It’s a market worth $424 billion and counting. It has a large, diverse user base, and a more than 20% compound annual growth rate. No, it’s not edtech, fintech, or biotech. It’s govtech.
As governments look to modernize and optimize the many services they provide residents, the need for civic technology that addresses community challenges will continue to grow. But how can startups, entrepreneurs, and other innovation networks break into the nascent govtech market?
That’s the question being asked and answered as part of the “Cracking the $400B+ Govtech Market” webinar, hosted by City Innovate. The event will be held on Thursday, September 20th and will feature presentations from a number of leaders in the Govtech space, including Jay Nath, Co-Executive Director, City Innovate; Ron Bouganim, Managing Partner, Govtech Fund; Dustin Haisler, Chief Innovation Officer, e.Republic; and Felicia Curcuru, CEO, Binti.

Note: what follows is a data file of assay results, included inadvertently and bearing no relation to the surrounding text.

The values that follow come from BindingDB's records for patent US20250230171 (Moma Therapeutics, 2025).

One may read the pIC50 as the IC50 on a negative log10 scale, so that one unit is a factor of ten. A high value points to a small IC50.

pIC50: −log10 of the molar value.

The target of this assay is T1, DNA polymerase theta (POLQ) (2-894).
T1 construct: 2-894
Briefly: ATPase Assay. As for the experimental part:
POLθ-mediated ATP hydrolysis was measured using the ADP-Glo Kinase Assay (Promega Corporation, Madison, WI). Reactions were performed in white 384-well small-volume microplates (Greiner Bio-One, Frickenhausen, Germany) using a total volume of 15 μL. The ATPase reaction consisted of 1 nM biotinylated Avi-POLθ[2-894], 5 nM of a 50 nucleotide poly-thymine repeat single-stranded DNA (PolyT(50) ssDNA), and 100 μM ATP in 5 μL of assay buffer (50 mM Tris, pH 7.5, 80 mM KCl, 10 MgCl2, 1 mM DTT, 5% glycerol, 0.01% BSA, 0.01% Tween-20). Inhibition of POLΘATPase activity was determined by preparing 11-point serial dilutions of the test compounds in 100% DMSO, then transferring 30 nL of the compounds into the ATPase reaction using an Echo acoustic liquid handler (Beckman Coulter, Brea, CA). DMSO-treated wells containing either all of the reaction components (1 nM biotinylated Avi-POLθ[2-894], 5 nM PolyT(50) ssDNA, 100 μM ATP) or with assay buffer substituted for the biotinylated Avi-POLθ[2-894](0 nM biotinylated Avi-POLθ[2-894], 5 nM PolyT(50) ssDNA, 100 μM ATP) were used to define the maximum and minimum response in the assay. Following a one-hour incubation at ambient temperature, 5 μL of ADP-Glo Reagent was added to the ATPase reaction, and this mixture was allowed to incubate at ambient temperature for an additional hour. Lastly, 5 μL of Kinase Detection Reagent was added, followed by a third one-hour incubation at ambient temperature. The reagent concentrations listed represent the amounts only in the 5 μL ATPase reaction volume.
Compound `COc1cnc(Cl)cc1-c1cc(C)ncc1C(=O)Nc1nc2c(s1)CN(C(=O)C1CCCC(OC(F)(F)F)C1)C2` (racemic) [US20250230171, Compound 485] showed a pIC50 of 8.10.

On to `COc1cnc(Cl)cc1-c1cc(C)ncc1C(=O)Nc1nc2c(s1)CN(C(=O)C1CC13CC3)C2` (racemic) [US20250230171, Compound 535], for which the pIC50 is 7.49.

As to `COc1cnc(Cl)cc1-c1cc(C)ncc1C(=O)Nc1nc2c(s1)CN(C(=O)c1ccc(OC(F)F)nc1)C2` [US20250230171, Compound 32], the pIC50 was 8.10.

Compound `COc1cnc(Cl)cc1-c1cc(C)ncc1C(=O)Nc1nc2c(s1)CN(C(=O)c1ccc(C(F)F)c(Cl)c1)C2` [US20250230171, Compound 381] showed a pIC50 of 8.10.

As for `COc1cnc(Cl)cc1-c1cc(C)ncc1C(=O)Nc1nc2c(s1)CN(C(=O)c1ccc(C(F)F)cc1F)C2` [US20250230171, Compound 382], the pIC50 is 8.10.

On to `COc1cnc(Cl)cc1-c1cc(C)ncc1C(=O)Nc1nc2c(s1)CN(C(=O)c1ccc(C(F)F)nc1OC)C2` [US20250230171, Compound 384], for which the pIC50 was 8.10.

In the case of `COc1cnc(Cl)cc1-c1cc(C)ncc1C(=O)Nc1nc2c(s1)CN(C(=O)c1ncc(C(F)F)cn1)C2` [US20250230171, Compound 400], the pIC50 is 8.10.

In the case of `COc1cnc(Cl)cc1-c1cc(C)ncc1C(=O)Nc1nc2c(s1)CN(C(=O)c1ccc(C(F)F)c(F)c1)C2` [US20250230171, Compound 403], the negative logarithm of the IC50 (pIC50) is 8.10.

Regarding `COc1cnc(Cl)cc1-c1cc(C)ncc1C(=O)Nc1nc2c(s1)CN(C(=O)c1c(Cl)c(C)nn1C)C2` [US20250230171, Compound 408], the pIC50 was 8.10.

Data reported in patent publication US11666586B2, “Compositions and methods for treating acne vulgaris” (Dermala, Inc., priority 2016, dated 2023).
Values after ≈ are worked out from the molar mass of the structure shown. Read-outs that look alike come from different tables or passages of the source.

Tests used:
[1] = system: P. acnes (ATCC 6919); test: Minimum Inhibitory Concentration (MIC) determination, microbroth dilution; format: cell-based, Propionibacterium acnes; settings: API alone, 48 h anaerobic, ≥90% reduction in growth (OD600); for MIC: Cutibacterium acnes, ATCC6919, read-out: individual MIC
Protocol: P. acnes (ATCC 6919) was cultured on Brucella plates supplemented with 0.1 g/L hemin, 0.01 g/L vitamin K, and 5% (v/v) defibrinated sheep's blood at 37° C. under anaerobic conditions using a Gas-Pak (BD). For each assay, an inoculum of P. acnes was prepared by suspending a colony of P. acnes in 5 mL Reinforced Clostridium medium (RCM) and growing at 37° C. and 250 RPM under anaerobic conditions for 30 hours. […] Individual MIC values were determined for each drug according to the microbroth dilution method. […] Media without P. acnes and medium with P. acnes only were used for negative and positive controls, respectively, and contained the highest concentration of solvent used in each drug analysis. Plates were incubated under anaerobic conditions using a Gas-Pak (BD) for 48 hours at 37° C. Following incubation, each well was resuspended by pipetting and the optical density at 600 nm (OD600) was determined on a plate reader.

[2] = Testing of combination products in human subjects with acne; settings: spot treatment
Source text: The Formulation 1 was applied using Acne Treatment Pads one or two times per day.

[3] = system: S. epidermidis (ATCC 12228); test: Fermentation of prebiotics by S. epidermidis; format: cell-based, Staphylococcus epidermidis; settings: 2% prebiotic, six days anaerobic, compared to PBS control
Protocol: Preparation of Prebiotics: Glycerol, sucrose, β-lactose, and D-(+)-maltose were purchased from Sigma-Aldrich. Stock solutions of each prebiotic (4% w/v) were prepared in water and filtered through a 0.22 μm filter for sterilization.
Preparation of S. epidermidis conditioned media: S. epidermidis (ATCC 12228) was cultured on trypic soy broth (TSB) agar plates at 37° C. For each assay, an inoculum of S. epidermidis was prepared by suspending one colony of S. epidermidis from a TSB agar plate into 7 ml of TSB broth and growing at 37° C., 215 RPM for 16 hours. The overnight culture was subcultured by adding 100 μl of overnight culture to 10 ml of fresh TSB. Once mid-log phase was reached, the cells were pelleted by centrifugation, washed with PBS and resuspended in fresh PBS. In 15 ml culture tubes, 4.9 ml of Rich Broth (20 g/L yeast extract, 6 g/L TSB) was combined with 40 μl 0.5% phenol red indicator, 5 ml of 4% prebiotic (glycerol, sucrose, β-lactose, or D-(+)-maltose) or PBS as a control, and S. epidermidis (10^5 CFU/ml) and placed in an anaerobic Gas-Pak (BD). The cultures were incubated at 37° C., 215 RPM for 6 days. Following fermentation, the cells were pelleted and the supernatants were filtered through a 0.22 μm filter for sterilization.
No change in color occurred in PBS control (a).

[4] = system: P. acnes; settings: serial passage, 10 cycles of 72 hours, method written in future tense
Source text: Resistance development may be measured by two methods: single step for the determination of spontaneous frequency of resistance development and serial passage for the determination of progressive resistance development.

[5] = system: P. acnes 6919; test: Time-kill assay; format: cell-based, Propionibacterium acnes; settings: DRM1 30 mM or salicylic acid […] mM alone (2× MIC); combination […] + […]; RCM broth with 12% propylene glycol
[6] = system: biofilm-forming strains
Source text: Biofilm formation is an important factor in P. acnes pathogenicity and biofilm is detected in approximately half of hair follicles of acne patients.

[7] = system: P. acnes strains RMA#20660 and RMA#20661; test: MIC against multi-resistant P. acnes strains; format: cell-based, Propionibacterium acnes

City Innovate brings together government partners and startups to tackle civic challenges through the Startup in Residence program. Now entering its fifth cohort, STIR has supported nearly 50 projects that span the gamut of government services, from traffic management to homeless health services to volunteer coordination. Startups work closely with government partners over the course of 16 weeks to discover, design, build, and test solutions to problems those governments are experiencing.
The webinar will cover a number of topics, including the govtech market’s projected growth, how to break into the space, and how to receive funding for civic tech innovations. Two of the webinar’s presenters — Curcuru and Nath — will also give an overview of the Startup in Residence program.
Curcuru will speak about participating in the program, and discuss what she learned about developing and scaling a civic tech product during it. Her company, Binti, partnered with San Francisco’s Human Services Agency to develop a mobile web app that connects foster parents to foster children through a streamlined process. Not only does Binti reduce the time for foster parents to submit an application, it also has been proven to save social workers anywhere from 20%-40% of their time. Since the product was launched, applications to foster a child in San Francisco have tripled.